Strategies and resources for grad students and postdocs to increase the relevance of word-of-mouth referrals and internet-based research.
As a graduate student or postdoctoral scholar, especially a new one at a new institution, it can be daunting to find the professional, career, academic, or personal development resources you need. No two research institutions are alike, but all are similar in the complexity of their structures and politics as well as their frequent reliance on tacit knowledge to navigate those processes and relationships.
There are two common pathways that new grad students and postdocs take to find personal, academic, professional and career development resources:
- Internet-based research
- Advantages: familiar leverages research strengths developed in upper level undergraduate and graduate courses; and private.
- Disadvantages: difficult to attain and parse the tacit knowledge of jargon and acronyms used in professional, career, academic, and personal development fields and offices at each institution; hard to find precise, up-to-date resources amidst all the advertising and search results; and can be challenging to assess reliability and relevance of source content.
- Word-of-mouth referrals
- Advantages: specific and relevant recommendations to services, resources and programs; ability to ask your source clarifying and follow-up questions.
- Disadvantages: requires a level of vulnerability both to ask and offer referrals; the referrer may not have extensively reviewed the options with the same parameters and considerations as the requester.
Happily, there are tools and strategies to maximize the advantages and reduce the disadvantages of both approaches.
One of the emerging trends and best practices in graduate and postdoctoral development is partnerships between campus services and student and postdoctoral groups. Some of the most rewarding and impactful work I have done over the past decade has been partnering with groups to design and deliver customized career sessions. The advantage for a service provider is an assured audience of engaged participants; for the participants, the benefits are a customized session delivered at a time and location convenient to them. If the partnership is initiated by an elected student or postdoctoral representative, and there is sufficient handover or succession planning in that group, then it can be an ongoing and mutually beneficial partnership.
Practitioners are often happy to share their tacit and professional knowledge of resources and their favorite theories and practices with any postdoc or grad student who connects. It is a good strategy to review their websites, peer-reviewed publications, or gray literature to familiarize yourself with how they describe themselves and their approach to their work. Because these fields of graduate and postdoctoral development are also areas of academic and professional study, all the same best practices of checking references and citations apply.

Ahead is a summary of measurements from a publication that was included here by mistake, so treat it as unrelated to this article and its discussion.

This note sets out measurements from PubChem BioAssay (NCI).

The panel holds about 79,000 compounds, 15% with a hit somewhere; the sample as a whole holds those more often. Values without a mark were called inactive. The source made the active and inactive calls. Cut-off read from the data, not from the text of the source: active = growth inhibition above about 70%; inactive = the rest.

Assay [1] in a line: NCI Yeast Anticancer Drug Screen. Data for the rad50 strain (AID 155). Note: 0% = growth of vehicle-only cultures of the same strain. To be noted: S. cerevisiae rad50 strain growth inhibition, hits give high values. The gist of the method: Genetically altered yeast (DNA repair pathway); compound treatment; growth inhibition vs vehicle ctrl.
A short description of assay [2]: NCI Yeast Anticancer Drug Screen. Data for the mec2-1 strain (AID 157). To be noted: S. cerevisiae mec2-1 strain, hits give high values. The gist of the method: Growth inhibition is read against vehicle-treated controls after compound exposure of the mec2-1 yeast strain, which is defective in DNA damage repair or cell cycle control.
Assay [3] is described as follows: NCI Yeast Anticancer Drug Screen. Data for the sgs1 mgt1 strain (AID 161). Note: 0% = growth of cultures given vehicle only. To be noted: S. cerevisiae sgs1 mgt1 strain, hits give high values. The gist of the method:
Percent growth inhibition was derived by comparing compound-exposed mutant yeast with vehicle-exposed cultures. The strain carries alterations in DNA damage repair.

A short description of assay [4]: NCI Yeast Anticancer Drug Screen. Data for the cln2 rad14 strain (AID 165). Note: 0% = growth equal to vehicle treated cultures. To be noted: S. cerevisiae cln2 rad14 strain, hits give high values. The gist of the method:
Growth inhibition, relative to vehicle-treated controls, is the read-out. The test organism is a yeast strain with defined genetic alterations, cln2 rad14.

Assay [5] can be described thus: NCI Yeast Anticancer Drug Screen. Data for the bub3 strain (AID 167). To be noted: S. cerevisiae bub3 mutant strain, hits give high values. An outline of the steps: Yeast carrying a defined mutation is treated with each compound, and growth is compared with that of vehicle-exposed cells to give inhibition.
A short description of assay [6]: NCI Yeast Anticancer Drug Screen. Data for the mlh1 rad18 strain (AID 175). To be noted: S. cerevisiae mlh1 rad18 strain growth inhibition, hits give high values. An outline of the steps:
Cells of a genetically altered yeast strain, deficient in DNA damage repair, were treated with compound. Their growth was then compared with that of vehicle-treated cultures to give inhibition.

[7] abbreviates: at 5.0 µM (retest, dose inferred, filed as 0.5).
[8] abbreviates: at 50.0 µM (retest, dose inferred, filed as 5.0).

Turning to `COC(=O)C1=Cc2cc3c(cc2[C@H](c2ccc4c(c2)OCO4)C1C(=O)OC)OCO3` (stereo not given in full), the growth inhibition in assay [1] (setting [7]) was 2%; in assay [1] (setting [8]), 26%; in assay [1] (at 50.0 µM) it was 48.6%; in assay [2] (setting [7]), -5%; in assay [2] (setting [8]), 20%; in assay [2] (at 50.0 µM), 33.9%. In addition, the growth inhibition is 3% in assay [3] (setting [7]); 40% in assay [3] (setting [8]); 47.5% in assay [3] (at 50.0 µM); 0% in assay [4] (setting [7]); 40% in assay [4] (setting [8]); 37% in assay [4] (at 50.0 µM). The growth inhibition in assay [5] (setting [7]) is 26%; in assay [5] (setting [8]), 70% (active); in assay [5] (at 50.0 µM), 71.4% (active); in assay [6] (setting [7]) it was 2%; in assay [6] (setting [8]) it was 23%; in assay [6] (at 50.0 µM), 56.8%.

Below are five specific trustworthy sources to begin research in any postdoctoral or grad student development.
This column, Responsibilities May Include, is written and overseen by the members of a Canadian professional association dedicated to graduate and postdoctoral development (the Graduate and Postdoctoral Development Network), and edited by trained journalists. These articles contain a mixture of career advice, programs the network has developed, and profiles of career trajectories. This is a great place to start for both articles and references to additional source materials. Many of us also write for our sibling article series, Carpe Careerscurated by a peer professional organization (the Graduate Career Consortium).
GPDN has a mandate and vision to advance the field of graduate and postdoctoral development nationally, and one of the activities is an annual career symposium. It’s an opportunity to take workshops with facilitators from other institutions – we all have different approaches and theories and practices that we leverage towards the same goal. The 2022 symposium is scheduled from Oct. 25-27 and features keynote addresses by David Mendes (from Papa PhD), and Daniel Munro and Craig Lamb (from Shift Insights).
Mitacs is an organization that partners with research institutions across the country to provide professional development sessions for students and postdocs, and they provide forms of work-integrated learning and launching pads to industry or entrepreneurship.
Finally, the forthcoming report “Graduate and Postdoctoral Development: Toward a National Strategy” includes a table of resources that various institutions across Canada have made available not just to their own students and postdocs, but publicly for anyone to use. Many of those resources have been, or will be, profiled in Responsibilities May Include.